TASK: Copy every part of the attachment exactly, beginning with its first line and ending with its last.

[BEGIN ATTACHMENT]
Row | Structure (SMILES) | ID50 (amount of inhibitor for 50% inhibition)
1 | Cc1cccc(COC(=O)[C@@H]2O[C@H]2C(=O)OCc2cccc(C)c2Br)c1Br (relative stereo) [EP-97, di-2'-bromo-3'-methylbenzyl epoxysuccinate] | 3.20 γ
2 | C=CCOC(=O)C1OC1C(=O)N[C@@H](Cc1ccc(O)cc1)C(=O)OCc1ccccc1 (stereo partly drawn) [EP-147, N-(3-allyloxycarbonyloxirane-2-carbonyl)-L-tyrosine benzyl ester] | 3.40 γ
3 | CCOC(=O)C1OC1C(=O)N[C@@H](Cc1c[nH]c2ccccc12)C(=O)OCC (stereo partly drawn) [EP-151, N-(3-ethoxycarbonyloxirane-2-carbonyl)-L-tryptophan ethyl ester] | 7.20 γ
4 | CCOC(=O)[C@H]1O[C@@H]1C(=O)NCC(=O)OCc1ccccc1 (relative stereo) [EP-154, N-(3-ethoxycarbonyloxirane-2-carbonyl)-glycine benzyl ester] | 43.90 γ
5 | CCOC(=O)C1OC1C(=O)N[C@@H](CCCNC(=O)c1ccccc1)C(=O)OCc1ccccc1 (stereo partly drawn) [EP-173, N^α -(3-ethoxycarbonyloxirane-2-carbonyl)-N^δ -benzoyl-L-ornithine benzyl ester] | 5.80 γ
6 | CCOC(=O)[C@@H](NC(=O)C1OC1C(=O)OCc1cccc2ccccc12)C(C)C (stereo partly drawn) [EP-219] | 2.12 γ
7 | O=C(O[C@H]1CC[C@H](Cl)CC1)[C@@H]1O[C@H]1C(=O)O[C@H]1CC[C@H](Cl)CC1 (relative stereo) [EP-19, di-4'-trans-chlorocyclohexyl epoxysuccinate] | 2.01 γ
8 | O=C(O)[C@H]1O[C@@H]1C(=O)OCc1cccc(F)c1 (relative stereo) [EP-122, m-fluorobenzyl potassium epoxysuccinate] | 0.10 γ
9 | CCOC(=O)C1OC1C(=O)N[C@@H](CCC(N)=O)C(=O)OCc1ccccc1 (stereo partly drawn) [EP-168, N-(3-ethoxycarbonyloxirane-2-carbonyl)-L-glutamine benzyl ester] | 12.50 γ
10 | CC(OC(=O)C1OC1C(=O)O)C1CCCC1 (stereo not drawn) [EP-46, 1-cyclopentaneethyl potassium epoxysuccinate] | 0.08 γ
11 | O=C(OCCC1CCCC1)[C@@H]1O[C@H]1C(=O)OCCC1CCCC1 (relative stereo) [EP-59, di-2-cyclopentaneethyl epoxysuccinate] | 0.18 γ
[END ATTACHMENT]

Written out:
Row | Structure (SMILES) | ID50 (amount of inhibitor for 50% inhibition)
1 | Cc1cccc(COC(=O)[C@@H]2O[C@H]2C(=O)OCc2cccc(C)c2Br)c1Br (relative stereo) [EP-97, di-2'-bromo-3'-methylbenzyl epoxysuccinate] | 3.20 γ
2 | C=CCOC(=O)C1OC1C(=O)N[C@@H](Cc1ccc(O)cc1)C(=O)OCc1ccccc1 (stereo partly drawn) [EP-147, N-(3-allyloxycarbonyloxirane-2-carbonyl)-L-tyrosine benzyl ester] | 3.40 γ
3 | CCOC(=O)C1OC1C(=O)N[C@@H](Cc1c[nH]c2ccccc12)C(=O)OCC (stereo partly drawn) [EP-151, N-(3-ethoxycarbonyloxirane-2-carbonyl)-L-tryptophan ethyl ester] | 7.20 γ
4 | CCOC(=O)[C@H]1O[C@@H]1C(=O)NCC(=O)OCc1ccccc1 (relative stereo) [EP-154, N-(3-ethoxycarbonyloxirane-2-carbonyl)-glycine benzyl ester] | 43.90 γ
5 | CCOC(=O)C1OC1C(=O)N[C@@H](CCCNC(=O)c1ccccc1)C(=O)OCc1ccccc1 (stereo partly drawn) [EP-173, N^α -(3-ethoxycarbonyloxirane-2-carbonyl)-N^δ -benzoyl-L-ornithine benzyl ester] | 5.80 γ
6 | CCOC(=O)[C@@H](NC(=O)C1OC1C(=O)OCc1cccc2ccccc12)C(C)C (stereo partly drawn) [EP-219] | 2.12 γ
7 | O=C(O[C@H]1CC[C@H](Cl)CC1)[C@@H]1O[C@H]1C(=O)O[C@H]1CC[C@H](Cl)CC1 (relative stereo) [EP-19, di-4'-trans-chlorocyclohexyl epoxysuccinate] | 2.01 γ
8 | O=C(O)[C@H]1O[C@@H]1C(=O)OCc1cccc(F)c1 (relative stereo) [EP-122, m-fluorobenzyl potassium epoxysuccinate] | 0.10 γ
9 | CCOC(=O)C1OC1C(=O)N[C@@H](CCC(N)=O)C(=O)OCc1ccccc1 (stereo partly drawn) [EP-168, N-(3-ethoxycarbonyloxirane-2-carbonyl)-L-glutamine benzyl ester] | 12.50 γ
10 | CC(OC(=O)C1OC1C(=O)O)C1CCCC1 (stereo not drawn) [EP-46, 1-cyclopentaneethyl potassium epoxysuccinate] | 0.08 γ
11 | O=C(OCCC1CCCC1)[C@@H]1O[C@H]1C(=O)OCCC1CCCC1 (relative stereo) [EP-59, di-2-cyclopentaneethyl epoxysuccinate] | 0.18 γ